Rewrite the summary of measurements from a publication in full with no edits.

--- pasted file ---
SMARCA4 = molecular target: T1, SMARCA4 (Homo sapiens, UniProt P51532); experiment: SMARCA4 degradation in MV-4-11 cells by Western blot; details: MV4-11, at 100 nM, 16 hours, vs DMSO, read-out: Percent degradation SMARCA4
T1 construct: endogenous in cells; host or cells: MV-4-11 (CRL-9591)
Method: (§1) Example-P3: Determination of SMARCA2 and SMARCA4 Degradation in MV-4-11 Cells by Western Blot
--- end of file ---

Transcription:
SMARCA4 = molecular target: T1, SMARCA4 (Homo sapiens, UniProt P51532); experiment: SMARCA4 degradation in MV-4-11 cells by Western blot; details: MV4-11, at 100 nM, 16 hours, vs DMSO, read-out: Percent degradation SMARCA4
T1 construct: endogenous in cells; host or cells: MV-4-11 (CRL-9591)
Method: (§1) Example-P3: Determination of SMARCA2 and SMARCA4 Degradation in MV-4-11 Cells by Western Blot